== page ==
I have an awesome geeky friend who happens to be a girl (like about eighty-ninety percent of the writers on this site). She knows more about Star Wars and Star Trek and Doctor Who than I do and she’s flirting with comics. She liked Captain America as a kid and we keep getting DC Superhero Girls stuff for her niece (who loves Batgirl). She likes Spider-Gwen and Monstress, mostly, but she also really digs the movies that’ve come out, especially Captain America. She bought a Cap shirt and wore it a lot for years, but these days it’s gathering dust in a closet.
“Can’t wear it anymore,” says she, when asked. “Movie Cap is still cool and that’s the one I like, but comics Cap? I get weird looks from people when I walk into a comic shop with it. One time, a guy got really excited and started talking to me about racial purity and, well, yeah. Comic Cap is a Nazi now.”
Another guy I know was raised in a casually racist household. His parents and his family believed that anyone with a skin tone darker than theirs was genetically inferior. The thing that got him thinking and changed his mind? Marvel Comics. Specifically, Black Panther. Marvel Comics opened his mind, changed his world. He was digging the comics but hated when it crossed over with Secret Empire.
“Sure, the racists are the bad guys, but didn’t Sam Wilson apologize to a bunch of racists for being black?” says he. “Like, the good guys are telling racists it’s okay to be racists. Also, Captain America is a Nazi? Fuck you.”
I grew up Jewish. There’s a lot of fear that comes with being a Jew in any era. We get blamed for a lot of troubles that we have no power over and nothing to do with because it was politically expedient to do so and political and historical inertia is a thing.
“Jews control the banks and Hollywood!” racists like to say. A lot of us work in the financial sector and entertainment because those were the only two industries we were legally allowed to work in at the dawn of the twentieth century. We get blamed for playing by the rules that other people forced on us, but that ties into a popular Jewish saying: This, too, shall pass.
Still, it’s always inspiring to see the impact we’ve had on the cultural landscape. We invented and refined comic books. The characters in them? The heroes? We largely created them. Captain America and Superman were both Jewish inventions built around concepts of decency, of sticking up for the underdog. Both of them were politically motivated and both of them helped defeat racists in the real world: Captain America helped shame America into getting involved with World War II and Superman did a lot to take down the KKK.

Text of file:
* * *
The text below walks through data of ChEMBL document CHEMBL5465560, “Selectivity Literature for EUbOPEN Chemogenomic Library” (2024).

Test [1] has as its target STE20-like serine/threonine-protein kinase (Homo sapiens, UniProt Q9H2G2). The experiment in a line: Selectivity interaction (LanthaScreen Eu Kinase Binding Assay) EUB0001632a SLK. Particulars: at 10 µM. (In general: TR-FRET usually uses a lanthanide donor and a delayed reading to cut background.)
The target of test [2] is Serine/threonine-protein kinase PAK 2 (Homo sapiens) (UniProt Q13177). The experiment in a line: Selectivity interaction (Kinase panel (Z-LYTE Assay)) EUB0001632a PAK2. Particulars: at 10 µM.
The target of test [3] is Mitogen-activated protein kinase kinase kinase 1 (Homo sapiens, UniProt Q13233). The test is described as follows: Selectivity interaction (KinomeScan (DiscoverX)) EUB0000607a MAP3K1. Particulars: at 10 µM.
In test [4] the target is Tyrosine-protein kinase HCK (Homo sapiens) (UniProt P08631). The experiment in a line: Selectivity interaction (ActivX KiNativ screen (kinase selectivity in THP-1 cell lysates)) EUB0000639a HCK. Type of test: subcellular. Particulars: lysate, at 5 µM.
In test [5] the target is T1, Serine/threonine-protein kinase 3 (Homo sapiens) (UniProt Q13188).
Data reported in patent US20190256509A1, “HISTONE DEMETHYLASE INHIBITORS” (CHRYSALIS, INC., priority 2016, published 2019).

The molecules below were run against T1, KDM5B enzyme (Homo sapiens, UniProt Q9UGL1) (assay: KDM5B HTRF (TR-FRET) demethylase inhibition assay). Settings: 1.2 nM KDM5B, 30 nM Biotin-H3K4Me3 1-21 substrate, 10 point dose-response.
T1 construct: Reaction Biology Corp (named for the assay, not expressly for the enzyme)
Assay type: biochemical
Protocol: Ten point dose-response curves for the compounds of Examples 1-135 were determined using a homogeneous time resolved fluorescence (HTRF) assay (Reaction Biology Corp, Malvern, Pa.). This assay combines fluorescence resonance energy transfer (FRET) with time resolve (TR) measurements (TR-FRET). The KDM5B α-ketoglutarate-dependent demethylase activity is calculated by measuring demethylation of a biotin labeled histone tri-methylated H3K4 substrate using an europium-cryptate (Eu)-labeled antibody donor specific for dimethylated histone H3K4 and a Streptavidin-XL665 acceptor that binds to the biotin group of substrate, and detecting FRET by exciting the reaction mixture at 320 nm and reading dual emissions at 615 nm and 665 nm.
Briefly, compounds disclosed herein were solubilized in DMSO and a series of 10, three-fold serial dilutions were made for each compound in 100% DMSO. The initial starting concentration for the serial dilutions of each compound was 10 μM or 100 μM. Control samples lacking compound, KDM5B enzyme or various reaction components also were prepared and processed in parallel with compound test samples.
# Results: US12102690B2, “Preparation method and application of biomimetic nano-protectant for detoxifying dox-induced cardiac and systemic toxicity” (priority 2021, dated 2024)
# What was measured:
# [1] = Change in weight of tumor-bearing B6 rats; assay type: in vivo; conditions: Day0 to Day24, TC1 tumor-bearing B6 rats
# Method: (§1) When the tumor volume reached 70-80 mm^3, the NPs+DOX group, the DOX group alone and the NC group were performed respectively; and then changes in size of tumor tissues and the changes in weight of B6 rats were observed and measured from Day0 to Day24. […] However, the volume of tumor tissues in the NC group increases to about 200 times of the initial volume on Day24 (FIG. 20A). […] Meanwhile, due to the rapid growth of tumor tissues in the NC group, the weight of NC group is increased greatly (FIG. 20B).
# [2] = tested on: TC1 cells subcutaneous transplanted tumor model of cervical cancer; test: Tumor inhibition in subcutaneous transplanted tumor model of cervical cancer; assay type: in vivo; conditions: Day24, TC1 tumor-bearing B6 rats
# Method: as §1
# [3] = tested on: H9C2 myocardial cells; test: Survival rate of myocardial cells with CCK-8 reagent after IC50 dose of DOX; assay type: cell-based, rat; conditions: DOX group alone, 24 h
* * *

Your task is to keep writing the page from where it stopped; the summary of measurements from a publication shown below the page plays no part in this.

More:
DC Comics has had a lot of problems over the past decade, but they seem to be picking themselves up. Their comics are full of self-contained stories and they’ve seen a gradual increase in sales to go along with it as they expand and create minority and legacy heroes. Marvel, on the other hand, has been focusing on interconnected crossovers where you need to buy more than one title to figure out what’s going on and famously blamed diversity for their flagging sales.
Their latest big dumb crossover event infected more than a dozen of their titles and also turned Captain America into a Nazi – he sided with his enemies at Hydra, killed a bunch of people, turned fascist and tried to conquer the world and install genetic purity and all the other hallmarks of Nazi idiocy.
And now, it’s over.
Marvel’s latest big stupid event crossover thing where they want you to buy all their comics to have some inkling of understanding what’s going on? The idiot thing that interrupts the stories you actually care about and replaces it with one that marginalizes those stories and characters? The one that turned the conscience of Marvel Comics into a Nazi to hit a sales bump and saw ever-decreasing returns to all their titles? The one proposed by the Trump supporter in charge of Marvel, who had a failed Republican politician that thought the school-to-prison pipeline made good business sense turn the creation of two Jews into a Nazi? It just ended. They’re already planning to retcon it out of existence, but it ended.
And so is my time with Marvel Comics. It’s been a while since we touched anything Marvel related with the whole God of Comics; the last one hinted at this stance but I just want to be clear about where we stand as actual Nazis in real life hold rallies and start murdering people again – we will not review, promote, or have anything to do with Marvel until Nick Spencer and Ike Perlmutter no longer work at that company.
We’ll talk about the movies, the Netflix series, all the things that have nothing to do with either of those people – and we want to stress that we do believe that they are people because they are people, a simple observation that neither would give us given that pretty much everyone here is a minority of some type.
I’d like to say that it’s a loss. I’ll miss Spider-Gwen and Hawkeye and Black Panther. I’d say about a third of my collection is Marvel Comics and I’ll be holding onto them because I can happily remember what was. And I’m sure that we’ll get comics worth reading from Marvel again, because this, too, shall pass.
But I cannot, in good conscience, support a company that thinks turning their moral center into a Nazi is good business sense. And I cannot support a writer or an executive that do not see me as a person and would rather inspire those that would see me and my family and the people I care about dead.
Good-bye for now, Marvel. It’s been fun.